In a letter to the House Ways and Means Subcommittee on Oversight, the American Institute of CPAs offered a number of suggestions on draft legislation that aims to redesign the Internal Revenue Service.
The letter recommends the creation of a Practitioner Services Division within the IRS, in addition to a “well-defined” approach to regulation of tax preparers. It also expressed support for other provisions in the proposed legislation, such as a single point of contact for victims of tax-related ID theft.
“The AICPA firmly thinks that creating a Practitioner Services Division and the regulation of tax return preparers will make a substantial difference in taxpayer awareness, confidence and compliance, thereby instilling trust in the tax administration system as a modern functioning IRS of the 21st century,” wrote Annette Nellen, CPA, CGMA, Esq., chair of the institute’s Tax Executive Committee, in the April 6 letter.
The proposed division would “engage with the tax professional community,” maintain “robust” telephone hotlines that are capable of handling the more complex issues that professional preparers deal with, create online accounts for tax pros, and train its employees to a level of technical competence that matches that of the professional preparer community.
As part of its support for strengthened regulation of tax preparers, the institute suggested subjecting all tax preparers to the Circular 230 standards of Congress, and recommended that Congress mandate that the IRS create a testing and continuing education program similar to the one that was struck down by a federal court in 2014 for lack of statutory authority.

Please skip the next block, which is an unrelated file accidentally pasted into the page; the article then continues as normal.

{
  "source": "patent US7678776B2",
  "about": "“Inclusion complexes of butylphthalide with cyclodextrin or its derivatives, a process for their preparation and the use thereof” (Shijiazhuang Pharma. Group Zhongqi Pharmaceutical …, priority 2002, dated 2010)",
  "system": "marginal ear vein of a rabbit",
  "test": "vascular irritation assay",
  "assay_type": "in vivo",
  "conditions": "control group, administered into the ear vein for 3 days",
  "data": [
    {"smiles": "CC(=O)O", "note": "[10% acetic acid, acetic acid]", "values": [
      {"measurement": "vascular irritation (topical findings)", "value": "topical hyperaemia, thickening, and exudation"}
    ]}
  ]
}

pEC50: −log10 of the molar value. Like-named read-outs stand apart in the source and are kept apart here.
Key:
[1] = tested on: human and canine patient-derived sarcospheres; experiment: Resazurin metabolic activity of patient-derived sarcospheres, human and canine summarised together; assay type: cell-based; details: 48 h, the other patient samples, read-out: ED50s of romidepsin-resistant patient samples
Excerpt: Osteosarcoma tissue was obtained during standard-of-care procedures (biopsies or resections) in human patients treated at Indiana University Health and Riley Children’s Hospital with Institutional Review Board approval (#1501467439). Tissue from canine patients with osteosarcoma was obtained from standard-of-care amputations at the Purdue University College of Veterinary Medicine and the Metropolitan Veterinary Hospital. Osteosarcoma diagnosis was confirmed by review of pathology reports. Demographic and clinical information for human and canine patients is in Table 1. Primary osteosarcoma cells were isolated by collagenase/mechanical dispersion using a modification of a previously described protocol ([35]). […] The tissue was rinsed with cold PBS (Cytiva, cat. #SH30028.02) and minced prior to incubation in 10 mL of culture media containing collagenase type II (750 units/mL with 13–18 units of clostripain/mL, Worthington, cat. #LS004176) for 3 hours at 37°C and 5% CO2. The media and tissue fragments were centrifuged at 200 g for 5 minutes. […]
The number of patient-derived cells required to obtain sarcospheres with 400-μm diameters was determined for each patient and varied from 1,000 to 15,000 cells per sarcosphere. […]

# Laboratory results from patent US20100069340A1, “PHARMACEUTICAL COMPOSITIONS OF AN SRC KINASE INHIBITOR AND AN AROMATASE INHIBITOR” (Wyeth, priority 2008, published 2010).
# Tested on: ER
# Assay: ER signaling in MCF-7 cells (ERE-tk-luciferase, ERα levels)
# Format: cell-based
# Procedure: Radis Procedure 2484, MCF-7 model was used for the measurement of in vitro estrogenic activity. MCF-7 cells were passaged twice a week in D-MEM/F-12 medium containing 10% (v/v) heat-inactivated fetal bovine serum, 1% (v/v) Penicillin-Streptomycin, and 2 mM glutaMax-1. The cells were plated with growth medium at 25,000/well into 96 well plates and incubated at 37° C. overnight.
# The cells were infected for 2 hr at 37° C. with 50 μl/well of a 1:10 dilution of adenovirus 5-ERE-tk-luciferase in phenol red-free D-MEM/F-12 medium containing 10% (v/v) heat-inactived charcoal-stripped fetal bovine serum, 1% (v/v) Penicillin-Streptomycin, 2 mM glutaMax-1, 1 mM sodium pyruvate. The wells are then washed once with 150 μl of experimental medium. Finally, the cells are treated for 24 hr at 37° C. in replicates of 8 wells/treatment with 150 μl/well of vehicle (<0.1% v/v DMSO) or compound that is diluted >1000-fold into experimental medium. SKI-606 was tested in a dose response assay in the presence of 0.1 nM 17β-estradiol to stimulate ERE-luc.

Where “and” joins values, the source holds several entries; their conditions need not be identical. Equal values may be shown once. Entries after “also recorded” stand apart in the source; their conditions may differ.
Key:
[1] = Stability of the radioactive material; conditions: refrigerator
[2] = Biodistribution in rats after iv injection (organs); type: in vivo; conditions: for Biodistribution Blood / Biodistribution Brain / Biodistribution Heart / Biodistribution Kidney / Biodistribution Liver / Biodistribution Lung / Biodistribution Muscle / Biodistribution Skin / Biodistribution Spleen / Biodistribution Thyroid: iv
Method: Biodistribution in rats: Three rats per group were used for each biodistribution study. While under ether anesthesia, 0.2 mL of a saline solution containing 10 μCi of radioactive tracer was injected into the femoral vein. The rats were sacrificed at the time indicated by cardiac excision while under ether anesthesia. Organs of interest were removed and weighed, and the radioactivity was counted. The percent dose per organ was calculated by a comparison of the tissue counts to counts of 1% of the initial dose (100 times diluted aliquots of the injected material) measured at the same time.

Nellen also wrote that the AICPA supports the development of online accounts and portals for taxpayers and return preparers, as well as the development of an internet portal to help taxpayers file Form 1099, and the expanded use of electronic systems.
She also urged the subcommittee “to seek active engagement of taxpayers and their practitioners in the development of the IRS strategies and comprehensive plans.”
The draft of the Taxpayer First Act was released in late March. (See “Lawmakers introduce bill to reform the IRS.”) Among other things, it would codify the IRS Independent Office of Appeals and provide more congressional oversight over decisions to withhold taxpayers from the administrative review process.
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